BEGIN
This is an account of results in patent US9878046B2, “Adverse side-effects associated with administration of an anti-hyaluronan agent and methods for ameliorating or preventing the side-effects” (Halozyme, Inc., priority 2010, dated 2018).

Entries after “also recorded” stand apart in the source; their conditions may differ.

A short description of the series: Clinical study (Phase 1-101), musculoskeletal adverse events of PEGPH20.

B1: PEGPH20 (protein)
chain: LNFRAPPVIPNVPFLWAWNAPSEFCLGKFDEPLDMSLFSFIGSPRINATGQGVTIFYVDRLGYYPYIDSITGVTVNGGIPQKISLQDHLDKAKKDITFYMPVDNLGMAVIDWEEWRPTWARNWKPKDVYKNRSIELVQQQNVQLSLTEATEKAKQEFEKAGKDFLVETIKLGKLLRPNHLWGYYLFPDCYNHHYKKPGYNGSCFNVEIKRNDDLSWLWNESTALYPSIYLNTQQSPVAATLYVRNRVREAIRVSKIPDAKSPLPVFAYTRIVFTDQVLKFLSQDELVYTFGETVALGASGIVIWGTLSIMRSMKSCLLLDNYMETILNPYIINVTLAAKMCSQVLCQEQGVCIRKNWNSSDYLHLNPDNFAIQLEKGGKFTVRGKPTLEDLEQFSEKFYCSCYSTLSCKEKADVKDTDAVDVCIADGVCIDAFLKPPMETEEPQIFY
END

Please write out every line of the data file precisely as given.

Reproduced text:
This is an account of results in patent US9878046B2, “Adverse side-effects associated with administration of an anti-hyaluronan agent and methods for ameliorating or preventing the side-effects” (Halozyme, Inc., priority 2010, dated 2018).

Entries after “also recorded” stand apart in the source; their conditions may differ.

A short description of the series: Clinical study (Phase 1-101), musculoskeletal adverse events of PEGPH20.

B1: PEGPH20 (protein)
chain: LNFRAPPVIPNVPFLWAWNAPSEFCLGKFDEPLDMSLFSFIGSPRINATGQGVTIFYVDRLGYYPYIDSITGVTVNGGIPQKISLQDHLDKAKKDITFYMPVDNLGMAVIDWEEWRPTWARNWKPKDVYKNRSIELVQQQNVQLSLTEATEKAKQEFEKAGKDFLVETIKLGKLLRPNHLWGYYLFPDCYNHHYKKPGYNGSCFNVEIKRNDDLSWLWNESTALYPSIYLNTQQSPVAATLYVRNRVREAIRVSKIPDAKSPLPVFAYTRIVFTDQVLKFLSQDELVYTFGETVALGASGIVIWGTLSIMRSMKSCLLLDNYMETILNPYIINVTLAAKMCSQVLCQEQGVCIRKNWNSSDYLHLNPDNFAIQLEKGGKFTVRGKPTLEDLEQFSEKFYCSCYSTLSCKEKADVKDTDAVDVCIADGVCIDAFLKPPMETEEPQIFY